Category — CANOpen XY Table
Since I couldn’t find a datasheet on my Sanyo Denki stepper, I decided to figure out how the motor was wired myself.Â There are a variety of sources; PIClist has the best list of methods I found, and RepRap is also worth a look.
If you’re not familiar with stepper motors and their terminology (such as unipolar or bipolar), Wikipedia’s article is a good start.Â A 4 wire stepper can be used in bipolar mode only, a 5 wire stepper can be used in unipolar mode only, but 6 and 8 wire steppers can be used in either bipolar or unipolar mode.
The exact procedure to use will vary depending on the motor (and its number of leads) and the equipment you have.Â Since I have an 2 channel oscilloscope, I decided to use it and look at the phase differences between the leads of my Step-Syn 103-771-16.
My Step-Syn is a 5-wire stepper motor so it has one common wire connecting the center-taps of both coils, and four wires connected to the ends of the two coils. Â The wire colors are black, red, blue, yellow, and orange.
The first step is to find the common wire:Â the resistance between the common wire and any other wire will be half of the resistance between any other two wires.Â The resistanceÂ between the black wire and the other wires was 130 Ohms; between all the other wires, 260 Ohms.Â So the black wire is the common.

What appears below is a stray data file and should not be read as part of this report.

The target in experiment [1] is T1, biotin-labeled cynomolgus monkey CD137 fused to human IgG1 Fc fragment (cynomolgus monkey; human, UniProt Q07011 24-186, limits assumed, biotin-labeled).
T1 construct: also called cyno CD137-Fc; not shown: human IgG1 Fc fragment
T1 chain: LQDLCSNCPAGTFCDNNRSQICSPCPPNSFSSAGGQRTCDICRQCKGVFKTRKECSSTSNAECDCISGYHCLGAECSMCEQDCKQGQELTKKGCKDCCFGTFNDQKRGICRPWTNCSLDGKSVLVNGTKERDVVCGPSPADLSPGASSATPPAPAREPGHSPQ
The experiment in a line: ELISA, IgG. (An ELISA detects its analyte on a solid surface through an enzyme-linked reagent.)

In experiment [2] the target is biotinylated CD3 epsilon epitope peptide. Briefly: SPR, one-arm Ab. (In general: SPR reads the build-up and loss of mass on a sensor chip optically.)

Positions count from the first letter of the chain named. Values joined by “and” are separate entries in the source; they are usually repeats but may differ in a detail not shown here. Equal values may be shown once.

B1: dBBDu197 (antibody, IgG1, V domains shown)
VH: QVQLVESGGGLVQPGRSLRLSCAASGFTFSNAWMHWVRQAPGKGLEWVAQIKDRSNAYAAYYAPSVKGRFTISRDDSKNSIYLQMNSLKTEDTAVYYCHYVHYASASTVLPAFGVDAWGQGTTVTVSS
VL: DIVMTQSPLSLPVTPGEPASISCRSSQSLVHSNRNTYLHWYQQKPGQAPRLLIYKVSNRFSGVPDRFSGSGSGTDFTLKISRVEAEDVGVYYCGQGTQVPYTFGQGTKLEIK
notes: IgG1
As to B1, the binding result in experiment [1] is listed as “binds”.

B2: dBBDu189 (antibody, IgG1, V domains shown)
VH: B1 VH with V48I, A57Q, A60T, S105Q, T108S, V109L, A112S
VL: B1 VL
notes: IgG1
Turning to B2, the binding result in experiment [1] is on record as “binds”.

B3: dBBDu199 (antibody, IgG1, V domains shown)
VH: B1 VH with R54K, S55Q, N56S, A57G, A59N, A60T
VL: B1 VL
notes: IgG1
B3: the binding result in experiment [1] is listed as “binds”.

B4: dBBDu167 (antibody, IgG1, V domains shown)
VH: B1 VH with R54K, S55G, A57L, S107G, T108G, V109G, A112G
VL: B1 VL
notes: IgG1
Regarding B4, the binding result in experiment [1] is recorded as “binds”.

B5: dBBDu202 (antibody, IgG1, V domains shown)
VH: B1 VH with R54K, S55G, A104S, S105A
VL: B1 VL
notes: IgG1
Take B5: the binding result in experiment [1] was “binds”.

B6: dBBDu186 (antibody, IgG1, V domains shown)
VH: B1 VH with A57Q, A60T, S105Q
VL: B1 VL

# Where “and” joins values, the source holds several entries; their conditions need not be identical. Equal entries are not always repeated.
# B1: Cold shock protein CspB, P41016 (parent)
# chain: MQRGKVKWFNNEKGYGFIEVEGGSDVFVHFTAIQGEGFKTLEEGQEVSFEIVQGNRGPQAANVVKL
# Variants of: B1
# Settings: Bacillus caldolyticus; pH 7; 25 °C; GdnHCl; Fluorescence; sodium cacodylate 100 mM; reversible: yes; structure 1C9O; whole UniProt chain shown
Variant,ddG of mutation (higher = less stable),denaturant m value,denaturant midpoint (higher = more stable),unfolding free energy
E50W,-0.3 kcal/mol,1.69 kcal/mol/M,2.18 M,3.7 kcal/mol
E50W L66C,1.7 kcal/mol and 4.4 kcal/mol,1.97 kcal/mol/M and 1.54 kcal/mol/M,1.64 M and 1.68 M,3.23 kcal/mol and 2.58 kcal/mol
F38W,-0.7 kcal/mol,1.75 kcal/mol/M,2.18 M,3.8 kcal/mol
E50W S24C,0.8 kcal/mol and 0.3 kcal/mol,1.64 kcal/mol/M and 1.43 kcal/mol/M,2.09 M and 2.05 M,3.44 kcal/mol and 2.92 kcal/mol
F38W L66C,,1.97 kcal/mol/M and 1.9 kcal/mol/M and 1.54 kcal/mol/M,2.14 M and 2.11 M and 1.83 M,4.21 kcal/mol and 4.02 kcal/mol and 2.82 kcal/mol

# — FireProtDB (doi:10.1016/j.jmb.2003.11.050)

The next step is to set up the oscilloscope with the black (common) wire connected to the oscilloscope probes’ ground and the two channels connected to any two wires.Â You then spin the motor and adjust the oscilloscope settings (V/Div, timebase, triggering, etc) until you can capture a good set of data.Â If the waveforms are 180 degrees out of phase, the wires are from the same coil.Â If they are 90 degrees out of phase, the wires are from different coils.
If your oscilloscope can be used in XY mode (often used for showing Lissajous patterns), it’s even more obvious: wires from the same phase create a diagonal line while wires from different phases create a circular pattern.Â My Fluke 196 doesn’t have a real XY mode, but I used a Tek TDS210 to get the pictures below.
If the wires are connected to the same coil, then the other two wires are the other coil.Â If the wires are connected to different coils, then swap out one wire until you find two wires on the same coil.
Suppose I connect the Step-Syn’s orange and yellow wires to the scope.Â The scope trace would show they are connected to the same coil; therefore, the other two wires (red and blue) are the other coil.Â Or, suppose I connect the orange and blue wires to the scope; the trace would show they are connected to different coils, so I would swap out one wire (for example blue for yellow) and try again until I find two wires connected to the same coil.